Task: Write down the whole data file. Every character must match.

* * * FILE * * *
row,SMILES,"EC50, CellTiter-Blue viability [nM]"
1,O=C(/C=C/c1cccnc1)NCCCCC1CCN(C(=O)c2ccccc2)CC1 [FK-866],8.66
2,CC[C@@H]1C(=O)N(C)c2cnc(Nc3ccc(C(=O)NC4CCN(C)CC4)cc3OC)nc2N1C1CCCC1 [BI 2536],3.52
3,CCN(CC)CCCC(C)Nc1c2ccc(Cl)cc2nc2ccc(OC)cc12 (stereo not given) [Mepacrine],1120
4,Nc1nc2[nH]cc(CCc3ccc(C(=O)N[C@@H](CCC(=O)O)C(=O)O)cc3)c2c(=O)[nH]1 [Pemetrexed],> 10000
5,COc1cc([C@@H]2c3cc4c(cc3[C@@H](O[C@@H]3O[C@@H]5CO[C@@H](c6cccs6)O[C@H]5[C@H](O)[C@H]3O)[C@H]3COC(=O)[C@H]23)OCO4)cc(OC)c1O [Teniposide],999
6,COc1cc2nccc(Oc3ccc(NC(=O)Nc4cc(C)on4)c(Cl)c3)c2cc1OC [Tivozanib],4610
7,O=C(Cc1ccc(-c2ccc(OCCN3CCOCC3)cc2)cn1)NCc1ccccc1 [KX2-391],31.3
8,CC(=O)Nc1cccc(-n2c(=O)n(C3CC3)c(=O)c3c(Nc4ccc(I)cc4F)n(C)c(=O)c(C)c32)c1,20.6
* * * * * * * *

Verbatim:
row,SMILES,"EC50, CellTiter-Blue viability [nM]"
1,O=C(/C=C/c1cccnc1)NCCCCC1CCN(C(=O)c2ccccc2)CC1 [FK-866],8.66
2,CC[C@@H]1C(=O)N(C)c2cnc(Nc3ccc(C(=O)NC4CCN(C)CC4)cc3OC)nc2N1C1CCCC1 [BI 2536],3.52
3,CCN(CC)CCCC(C)Nc1c2ccc(Cl)cc2nc2ccc(OC)cc12 (stereo not given) [Mepacrine],1120
4,Nc1nc2[nH]cc(CCc3ccc(C(=O)N[C@@H](CCC(=O)O)C(=O)O)cc3)c2c(=O)[nH]1 [Pemetrexed],> 10000
5,COc1cc([C@@H]2c3cc4c(cc3[C@@H](O[C@@H]3O[C@@H]5CO[C@@H](c6cccs6)O[C@H]5[C@H](O)[C@H]3O)[C@H]3COC(=O)[C@H]23)OCO4)cc(OC)c1O [Teniposide],999
6,COc1cc2nccc(Oc3ccc(NC(=O)Nc4cc(C)on4)c(Cl)c3)c2cc1OC [Tivozanib],4610
7,O=C(Cc1ccc(-c2ccc(OCCN3CCOCC3)cc2)cn1)NCc1ccccc1 [KX2-391],31.3
8,CC(=O)Nc1cccc(-n2c(=O)n(C3CC3)c(=O)c3c(Nc4ccc(I)cc4F)n(C)c(=O)c(C)c32)c1,20.6